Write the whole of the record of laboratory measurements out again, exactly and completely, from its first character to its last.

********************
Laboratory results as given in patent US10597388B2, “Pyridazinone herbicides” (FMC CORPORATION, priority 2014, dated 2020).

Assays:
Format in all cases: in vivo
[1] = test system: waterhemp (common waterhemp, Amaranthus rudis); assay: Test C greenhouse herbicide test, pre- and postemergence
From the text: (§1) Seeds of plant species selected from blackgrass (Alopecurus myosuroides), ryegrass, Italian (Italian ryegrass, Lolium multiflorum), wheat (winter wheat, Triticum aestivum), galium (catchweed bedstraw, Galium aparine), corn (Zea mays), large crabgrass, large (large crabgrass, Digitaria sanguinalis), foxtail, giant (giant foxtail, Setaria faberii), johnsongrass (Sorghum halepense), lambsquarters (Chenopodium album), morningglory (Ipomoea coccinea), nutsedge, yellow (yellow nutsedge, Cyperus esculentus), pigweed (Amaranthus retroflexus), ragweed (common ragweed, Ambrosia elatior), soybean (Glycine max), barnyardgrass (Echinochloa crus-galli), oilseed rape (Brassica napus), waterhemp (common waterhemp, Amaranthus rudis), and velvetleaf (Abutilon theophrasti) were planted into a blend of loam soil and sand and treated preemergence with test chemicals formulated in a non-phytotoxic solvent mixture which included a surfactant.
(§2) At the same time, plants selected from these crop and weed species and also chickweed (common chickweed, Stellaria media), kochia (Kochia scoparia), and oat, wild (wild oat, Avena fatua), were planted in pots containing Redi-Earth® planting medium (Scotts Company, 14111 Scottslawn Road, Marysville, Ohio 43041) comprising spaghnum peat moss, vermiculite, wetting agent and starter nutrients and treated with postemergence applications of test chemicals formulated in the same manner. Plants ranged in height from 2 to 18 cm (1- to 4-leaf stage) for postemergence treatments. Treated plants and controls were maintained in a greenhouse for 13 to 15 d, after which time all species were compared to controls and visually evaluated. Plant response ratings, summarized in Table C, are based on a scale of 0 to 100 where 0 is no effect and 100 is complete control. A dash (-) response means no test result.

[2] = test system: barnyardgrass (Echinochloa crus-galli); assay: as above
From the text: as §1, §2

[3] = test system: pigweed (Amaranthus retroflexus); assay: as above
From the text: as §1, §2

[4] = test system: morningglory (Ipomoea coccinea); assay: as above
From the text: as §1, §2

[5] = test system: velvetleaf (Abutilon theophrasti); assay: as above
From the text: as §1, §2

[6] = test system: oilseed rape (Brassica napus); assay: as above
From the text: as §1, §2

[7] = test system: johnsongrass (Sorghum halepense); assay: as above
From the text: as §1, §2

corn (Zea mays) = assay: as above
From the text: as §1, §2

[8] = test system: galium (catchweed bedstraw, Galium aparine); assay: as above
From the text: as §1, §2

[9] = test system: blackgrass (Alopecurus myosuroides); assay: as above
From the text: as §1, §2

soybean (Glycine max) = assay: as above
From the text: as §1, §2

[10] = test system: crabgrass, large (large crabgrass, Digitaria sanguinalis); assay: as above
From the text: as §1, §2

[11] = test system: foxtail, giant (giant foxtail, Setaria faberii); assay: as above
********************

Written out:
Laboratory results as given in patent US10597388B2, “Pyridazinone herbicides” (FMC CORPORATION, priority 2014, dated 2020).

Assays:
Format in all cases: in vivo
[1] = test system: waterhemp (common waterhemp, Amaranthus rudis); assay: Test C greenhouse herbicide test, pre- and postemergence
From the text: (§1) Seeds of plant species selected from blackgrass (Alopecurus myosuroides), ryegrass, Italian (Italian ryegrass, Lolium multiflorum), wheat (winter wheat, Triticum aestivum), galium (catchweed bedstraw, Galium aparine), corn (Zea mays), large crabgrass, large (large crabgrass, Digitaria sanguinalis), foxtail, giant (giant foxtail, Setaria faberii), johnsongrass (Sorghum halepense), lambsquarters (Chenopodium album), morningglory (Ipomoea coccinea), nutsedge, yellow (yellow nutsedge, Cyperus esculentus), pigweed (Amaranthus retroflexus), ragweed (common ragweed, Ambrosia elatior), soybean (Glycine max), barnyardgrass (Echinochloa crus-galli), oilseed rape (Brassica napus), waterhemp (common waterhemp, Amaranthus rudis), and velvetleaf (Abutilon theophrasti) were planted into a blend of loam soil and sand and treated preemergence with test chemicals formulated in a non-phytotoxic solvent mixture which included a surfactant.
(§2) At the same time, plants selected from these crop and weed species and also chickweed (common chickweed, Stellaria media), kochia (Kochia scoparia), and oat, wild (wild oat, Avena fatua), were planted in pots containing Redi-Earth® planting medium (Scotts Company, 14111 Scottslawn Road, Marysville, Ohio 43041) comprising spaghnum peat moss, vermiculite, wetting agent and starter nutrients and treated with postemergence applications of test chemicals formulated in the same manner. Plants ranged in height from 2 to 18 cm (1- to 4-leaf stage) for postemergence treatments. Treated plants and controls were maintained in a greenhouse for 13 to 15 d, after which time all species were compared to controls and visually evaluated. Plant response ratings, summarized in Table C, are based on a scale of 0 to 100 where 0 is no effect and 100 is complete control. A dash (-) response means no test result.

[2] = test system: barnyardgrass (Echinochloa crus-galli); assay: as above
From the text: as §1, §2

[3] = test system: pigweed (Amaranthus retroflexus); assay: as above
From the text: as §1, §2

[4] = test system: morningglory (Ipomoea coccinea); assay: as above
From the text: as §1, §2

[5] = test system: velvetleaf (Abutilon theophrasti); assay: as above
From the text: as §1, §2

[6] = test system: oilseed rape (Brassica napus); assay: as above
From the text: as §1, §2

[7] = test system: johnsongrass (Sorghum halepense); assay: as above
From the text: as §1, §2

corn (Zea mays) = assay: as above
From the text: as §1, §2

[8] = test system: galium (catchweed bedstraw, Galium aparine); assay: as above
From the text: as §1, §2

[9] = test system: blackgrass (Alopecurus myosuroides); assay: as above
From the text: as §1, §2

soybean (Glycine max) = assay: as above
From the text: as §1, §2

[10] = test system: crabgrass, large (large crabgrass, Digitaria sanguinalis); assay: as above
From the text: as §1, §2

[11] = test system: foxtail, giant (giant foxtail, Setaria faberii); assay: as above